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September 23, 2011

LaHood touts passage of jobs act following tour of the Sherman Minton

Crack found two weeks ago has been repaired; more inspections needed

> SOUTHERN INDIANA — Following a brief tour of the Sherman Minton Bridge, federal and state officials pledged the Interstate 64 span will reopen.

However, how long it will take to repair and reopen the bridge remains unknown.

“We are committed to getting this bridge open,” said U.S. Transportation Secretary Ray LaHood. “This bridge is too important to the people of this region, so this bridge will be reopened. And we will find the resources between the states and the federal government to make it happen.”

Whether the funding source will be the federal government, the respective states or some combination also remains unknown.

LaHood and other officials at a press conference Friday afternoon said that they would have to wait about a week to 10 days before the inspection is completed, and would then be able to address repairing the bridge.

“I wanted to be here to get my own eyes on what a serious problem this really is for the people traversing across here from Kentucky and Indiana,” LaHood said. “We will continue to work closely with Indiana and Kentucky to repair this bridge as quickly as possible. As soon as we have the evaluation ... we will make sure all interested parties ... know the extent of the problem, know what it will cost to fix the problem and know how long it will take to fix the problem.”

And a day after President Barack Obama used the Brent Spence Bridge — connecting Northern Kentucky and Cincinnati — as a symbol of the decrepit infrastructure across the country, and the need to pass the American Jobs Act, LaHood used the Sherman Minton Bridge for the same purpose.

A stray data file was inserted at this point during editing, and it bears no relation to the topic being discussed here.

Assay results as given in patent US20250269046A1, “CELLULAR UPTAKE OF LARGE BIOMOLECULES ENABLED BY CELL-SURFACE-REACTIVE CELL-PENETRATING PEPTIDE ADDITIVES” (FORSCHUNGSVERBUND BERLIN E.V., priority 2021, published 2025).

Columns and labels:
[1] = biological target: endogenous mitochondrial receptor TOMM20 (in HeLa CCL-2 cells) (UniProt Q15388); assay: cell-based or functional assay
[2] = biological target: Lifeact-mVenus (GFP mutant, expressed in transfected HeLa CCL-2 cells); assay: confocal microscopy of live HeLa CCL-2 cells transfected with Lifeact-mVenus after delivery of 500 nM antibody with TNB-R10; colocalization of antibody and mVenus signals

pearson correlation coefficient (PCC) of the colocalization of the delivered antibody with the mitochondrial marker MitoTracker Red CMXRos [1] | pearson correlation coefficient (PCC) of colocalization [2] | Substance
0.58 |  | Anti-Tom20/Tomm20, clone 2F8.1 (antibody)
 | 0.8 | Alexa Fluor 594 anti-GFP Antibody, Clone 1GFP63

“This is a symbol of what’s happening around America,” LaHood said. “Crumbling infrastructure, crumbling roads, crumbling bridges; pass the American Jobs Act and Americans, Kentuckians and Indianans will go back to work fixing up bridges like this.”

Kentucky Sen. Rand Paul offered his own plan to fund the repairs for infrastructure around the country.

The Emergency Transportation Safety Fund Act he said he will introduce to Congress would prioritize 10 percent of the country’s transportation funds that are being designated for beautification projects and instead put the money in an emergency bridge fund.

Likely at the top of the emergency bridge fund would be the Sherman Minton Bridge, he said.

However, one group that did not offer a legislative plan to repair the bridge, and that was noticeably absent from the press conference, were transportation officials from Indiana.

The only two Indiana officials in attendance were Jeffersonville Mayor Tom Galligan and New Albany Mayor Doug England.

Galligan said he spoke to INDOT officials earlier in the day and when he was asked if he knew why INDOT officials were not in attendance he said, “they thought it was about a jobs bill.”

But Galligan downplayed the political nature of the press conference and said the focus was on getting the bridge reopened.

“It’s about getting money to take care of these problems,” he said. “We need to get this bridge fixed.”

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Students who attended the Renaissance Academy's Culture Camp lead other students in an exercise, brainstorming thoughts, fears and opinions of the new learning style and school. The Academy is largely based on projects, working in groups and hands-on education.

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